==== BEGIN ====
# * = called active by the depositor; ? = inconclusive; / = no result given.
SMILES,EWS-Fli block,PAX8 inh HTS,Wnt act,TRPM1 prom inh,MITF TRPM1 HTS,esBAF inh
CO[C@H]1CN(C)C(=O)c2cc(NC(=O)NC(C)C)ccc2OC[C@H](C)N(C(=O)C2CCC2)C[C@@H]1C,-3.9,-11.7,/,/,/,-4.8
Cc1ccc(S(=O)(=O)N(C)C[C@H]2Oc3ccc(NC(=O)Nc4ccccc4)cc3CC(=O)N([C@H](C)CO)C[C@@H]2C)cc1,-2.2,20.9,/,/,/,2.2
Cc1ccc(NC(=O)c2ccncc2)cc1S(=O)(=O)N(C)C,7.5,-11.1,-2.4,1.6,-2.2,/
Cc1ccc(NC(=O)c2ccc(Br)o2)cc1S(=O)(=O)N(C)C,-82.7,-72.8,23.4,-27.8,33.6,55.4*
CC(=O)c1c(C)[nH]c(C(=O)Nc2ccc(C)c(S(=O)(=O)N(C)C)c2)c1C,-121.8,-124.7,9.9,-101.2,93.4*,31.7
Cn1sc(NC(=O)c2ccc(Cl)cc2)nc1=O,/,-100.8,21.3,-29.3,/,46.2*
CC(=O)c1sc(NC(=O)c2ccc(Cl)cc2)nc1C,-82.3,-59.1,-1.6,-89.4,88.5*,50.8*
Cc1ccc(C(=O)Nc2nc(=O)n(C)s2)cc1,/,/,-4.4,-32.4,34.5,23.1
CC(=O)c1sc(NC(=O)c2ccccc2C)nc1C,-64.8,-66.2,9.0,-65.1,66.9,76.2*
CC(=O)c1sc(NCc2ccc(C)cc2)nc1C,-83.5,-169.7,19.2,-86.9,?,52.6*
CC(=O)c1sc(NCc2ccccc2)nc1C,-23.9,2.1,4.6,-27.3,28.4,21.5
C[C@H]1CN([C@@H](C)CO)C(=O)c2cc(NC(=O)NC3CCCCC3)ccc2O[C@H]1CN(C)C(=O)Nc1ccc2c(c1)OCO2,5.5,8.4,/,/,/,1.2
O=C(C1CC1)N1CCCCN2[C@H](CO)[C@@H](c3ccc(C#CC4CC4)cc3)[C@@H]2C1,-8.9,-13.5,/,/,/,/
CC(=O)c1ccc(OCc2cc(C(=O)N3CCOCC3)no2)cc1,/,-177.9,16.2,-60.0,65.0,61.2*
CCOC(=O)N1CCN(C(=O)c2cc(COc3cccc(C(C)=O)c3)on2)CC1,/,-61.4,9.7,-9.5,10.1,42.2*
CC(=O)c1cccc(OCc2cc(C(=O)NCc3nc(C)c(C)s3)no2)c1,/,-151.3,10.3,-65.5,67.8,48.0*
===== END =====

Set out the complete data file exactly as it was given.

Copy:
# * = called active by the depositor; ? = inconclusive; / = no result given.
SMILES,EWS-Fli block,PAX8 inh HTS,Wnt act,TRPM1 prom inh,MITF TRPM1 HTS,esBAF inh
CO[C@H]1CN(C)C(=O)c2cc(NC(=O)NC(C)C)ccc2OC[C@H](C)N(C(=O)C2CCC2)C[C@@H]1C,-3.9,-11.7,/,/,/,-4.8
Cc1ccc(S(=O)(=O)N(C)C[C@H]2Oc3ccc(NC(=O)Nc4ccccc4)cc3CC(=O)N([C@H](C)CO)C[C@@H]2C)cc1,-2.2,20.9,/,/,/,2.2
Cc1ccc(NC(=O)c2ccncc2)cc1S(=O)(=O)N(C)C,7.5,-11.1,-2.4,1.6,-2.2,/
Cc1ccc(NC(=O)c2ccc(Br)o2)cc1S(=O)(=O)N(C)C,-82.7,-72.8,23.4,-27.8,33.6,55.4*
CC(=O)c1c(C)[nH]c(C(=O)Nc2ccc(C)c(S(=O)(=O)N(C)C)c2)c1C,-121.8,-124.7,9.9,-101.2,93.4*,31.7
Cn1sc(NC(=O)c2ccc(Cl)cc2)nc1=O,/,-100.8,21.3,-29.3,/,46.2*
CC(=O)c1sc(NC(=O)c2ccc(Cl)cc2)nc1C,-82.3,-59.1,-1.6,-89.4,88.5*,50.8*
Cc1ccc(C(=O)Nc2nc(=O)n(C)s2)cc1,/,/,-4.4,-32.4,34.5,23.1
CC(=O)c1sc(NC(=O)c2ccccc2C)nc1C,-64.8,-66.2,9.0,-65.1,66.9,76.2*
CC(=O)c1sc(NCc2ccc(C)cc2)nc1C,-83.5,-169.7,19.2,-86.9,?,52.6*
CC(=O)c1sc(NCc2ccccc2)nc1C,-23.9,2.1,4.6,-27.3,28.4,21.5
C[C@H]1CN([C@@H](C)CO)C(=O)c2cc(NC(=O)NC3CCCCC3)ccc2O[C@H]1CN(C)C(=O)Nc1ccc2c(c1)OCO2,5.5,8.4,/,/,/,1.2
O=C(C1CC1)N1CCCCN2[C@H](CO)[C@@H](c3ccc(C#CC4CC4)cc3)[C@@H]2C1,-8.9,-13.5,/,/,/,/
CC(=O)c1ccc(OCc2cc(C(=O)N3CCOCC3)no2)cc1,/,-177.9,16.2,-60.0,65.0,61.2*
CCOC(=O)N1CCN(C(=O)c2cc(COc3cccc(C(C)=O)c3)on2)CC1,/,-61.4,9.7,-9.5,10.1,42.2*
CC(=O)c1cccc(OCc2cc(C(=O)NCc3nc(C)c(C)s3)no2)c1,/,-151.3,10.3,-65.5,67.8,48.0*